The Vietnam War is the kind of history that makes you want to plunge your hands into the pages of a history book, grab a Johnson or a McNamara by the throat, and shout “WHAT THE HELL WERE YOU THINKING OF?”
Smart people do stupid things. They just do. Robert S. McNamara was a brilliant man who did a dumb thing. As Secretary of Defense, he tried to run a war like a Wall Street banker, all body counts and statistics and charts. Next time the Pentagon announces we’re winning in Iraq because we added 36 megawatts of capacity to the national power grid, think McNamara.
Also like a Wall Street banker, McNamara thought he was winning when he was actually going bankrupt. Where Lehman Brothers bet on mortgage derivatives, McNamara bet that we could kill Viet Cong faster than new ones could pop up. He lost. He bet we could use bombs as carrots and sticks to induce Hanoi to abandon its war against South Vietnam. Wrong again.
The U.S. fought Vietnam as if it were fighting Soviets tanks in Germany instead of sandal-clad peasants in the jungle. Too late – just as we realized in Iraq too late – we were using sledgehammers when tweezers were required. The tragedy of Vietnam was that the lessons in counterinsurgency so painfully learned were discarded and forgotten, only to be relearned in Iraq.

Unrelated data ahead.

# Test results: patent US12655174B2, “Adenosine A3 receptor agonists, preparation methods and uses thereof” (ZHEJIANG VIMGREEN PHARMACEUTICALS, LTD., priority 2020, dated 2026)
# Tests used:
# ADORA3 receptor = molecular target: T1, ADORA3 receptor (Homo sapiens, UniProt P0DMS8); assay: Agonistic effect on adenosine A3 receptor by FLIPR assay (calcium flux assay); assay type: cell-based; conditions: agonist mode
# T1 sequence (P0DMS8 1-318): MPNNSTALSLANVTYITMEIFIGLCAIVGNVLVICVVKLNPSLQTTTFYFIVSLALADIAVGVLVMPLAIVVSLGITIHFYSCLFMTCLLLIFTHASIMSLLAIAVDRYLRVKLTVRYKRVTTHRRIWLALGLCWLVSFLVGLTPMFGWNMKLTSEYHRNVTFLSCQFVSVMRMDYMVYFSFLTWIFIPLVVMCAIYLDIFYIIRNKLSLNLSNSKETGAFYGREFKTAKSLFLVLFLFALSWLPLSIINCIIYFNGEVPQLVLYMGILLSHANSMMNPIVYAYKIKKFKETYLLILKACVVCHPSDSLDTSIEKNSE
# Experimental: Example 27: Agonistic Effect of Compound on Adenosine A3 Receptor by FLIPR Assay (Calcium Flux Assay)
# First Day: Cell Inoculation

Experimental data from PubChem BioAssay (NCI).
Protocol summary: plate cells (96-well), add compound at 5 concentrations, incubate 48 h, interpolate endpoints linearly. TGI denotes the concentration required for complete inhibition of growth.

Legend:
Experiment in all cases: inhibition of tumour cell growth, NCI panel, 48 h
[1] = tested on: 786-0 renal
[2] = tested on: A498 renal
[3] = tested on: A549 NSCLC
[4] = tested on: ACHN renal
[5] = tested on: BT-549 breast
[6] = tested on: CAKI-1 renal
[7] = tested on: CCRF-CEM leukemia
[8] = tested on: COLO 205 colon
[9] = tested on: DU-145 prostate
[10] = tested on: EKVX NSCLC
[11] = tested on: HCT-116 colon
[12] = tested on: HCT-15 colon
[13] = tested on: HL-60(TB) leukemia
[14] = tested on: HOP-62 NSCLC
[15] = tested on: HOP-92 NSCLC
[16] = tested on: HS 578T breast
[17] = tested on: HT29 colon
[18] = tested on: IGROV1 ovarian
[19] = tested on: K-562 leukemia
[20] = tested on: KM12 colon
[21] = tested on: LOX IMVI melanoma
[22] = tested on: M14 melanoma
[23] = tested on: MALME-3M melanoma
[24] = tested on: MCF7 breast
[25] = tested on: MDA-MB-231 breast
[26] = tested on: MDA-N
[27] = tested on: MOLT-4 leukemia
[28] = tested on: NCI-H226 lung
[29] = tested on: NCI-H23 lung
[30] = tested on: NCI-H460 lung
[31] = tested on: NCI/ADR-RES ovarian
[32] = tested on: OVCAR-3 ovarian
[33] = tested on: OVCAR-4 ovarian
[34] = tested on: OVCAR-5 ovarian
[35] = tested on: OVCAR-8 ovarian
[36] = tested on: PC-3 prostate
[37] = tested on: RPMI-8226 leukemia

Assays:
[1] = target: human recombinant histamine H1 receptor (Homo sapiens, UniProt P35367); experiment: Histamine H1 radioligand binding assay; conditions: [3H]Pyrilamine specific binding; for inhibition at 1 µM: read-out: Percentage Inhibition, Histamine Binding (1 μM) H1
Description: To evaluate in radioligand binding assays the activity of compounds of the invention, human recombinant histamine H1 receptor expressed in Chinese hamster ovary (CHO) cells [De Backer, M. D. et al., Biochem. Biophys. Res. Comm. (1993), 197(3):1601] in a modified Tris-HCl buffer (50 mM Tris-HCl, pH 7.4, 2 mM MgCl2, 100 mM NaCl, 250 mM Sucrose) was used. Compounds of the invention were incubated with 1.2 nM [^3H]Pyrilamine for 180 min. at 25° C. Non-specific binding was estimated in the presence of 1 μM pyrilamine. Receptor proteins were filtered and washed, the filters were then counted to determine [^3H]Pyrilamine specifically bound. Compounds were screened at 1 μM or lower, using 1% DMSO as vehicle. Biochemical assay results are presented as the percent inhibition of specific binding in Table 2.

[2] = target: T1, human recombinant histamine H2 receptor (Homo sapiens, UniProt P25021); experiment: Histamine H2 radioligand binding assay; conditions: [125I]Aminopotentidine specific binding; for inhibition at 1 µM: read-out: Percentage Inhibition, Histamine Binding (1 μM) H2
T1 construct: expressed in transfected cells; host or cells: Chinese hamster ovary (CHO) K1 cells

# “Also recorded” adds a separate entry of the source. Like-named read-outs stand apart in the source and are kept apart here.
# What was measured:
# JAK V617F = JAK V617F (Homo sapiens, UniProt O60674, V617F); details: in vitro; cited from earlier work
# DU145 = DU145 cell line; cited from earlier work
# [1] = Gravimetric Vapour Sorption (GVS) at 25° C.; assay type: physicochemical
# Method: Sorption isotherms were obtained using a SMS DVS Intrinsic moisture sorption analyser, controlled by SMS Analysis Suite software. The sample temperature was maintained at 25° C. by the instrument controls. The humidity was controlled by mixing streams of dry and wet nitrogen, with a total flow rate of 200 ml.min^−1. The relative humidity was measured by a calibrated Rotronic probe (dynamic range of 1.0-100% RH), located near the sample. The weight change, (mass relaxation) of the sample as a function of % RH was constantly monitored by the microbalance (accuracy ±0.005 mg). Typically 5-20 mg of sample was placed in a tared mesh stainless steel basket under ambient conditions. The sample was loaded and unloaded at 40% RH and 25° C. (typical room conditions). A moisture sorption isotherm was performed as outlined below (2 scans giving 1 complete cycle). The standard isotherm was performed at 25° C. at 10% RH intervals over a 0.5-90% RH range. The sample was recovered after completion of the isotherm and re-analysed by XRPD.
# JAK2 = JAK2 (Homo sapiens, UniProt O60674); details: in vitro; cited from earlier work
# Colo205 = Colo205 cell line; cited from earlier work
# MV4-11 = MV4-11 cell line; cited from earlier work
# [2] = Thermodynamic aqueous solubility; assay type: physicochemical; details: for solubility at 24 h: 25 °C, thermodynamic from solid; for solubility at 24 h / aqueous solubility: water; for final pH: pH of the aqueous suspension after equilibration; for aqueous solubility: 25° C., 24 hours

McNamara doesn’t deserve to be the fall guy for Vietnam. Many cooks stirred that napalm-charred debacle, going back to FDR, Truman and (of course) France. But Vietnam wasn’t just the wrong war. It was also the a war that was fought in the wrong way (just like Iraq in 2003-6), and McNamara bore some responsibility for that.
Perhaps the reason for history’s harsh judgment is that he was a poster child for how the Best and the Brightest can turn out to be anything but. Smart people do dumb things, and that’s a lesson that the Obama administration should remember. Obama is smart, his team is smart, and it’s easy to fall into the trap of assuming that power, money and technology will win in Afghanistan and Iraq. But he McNamara found out, the enemy has a say in that, and often a veto.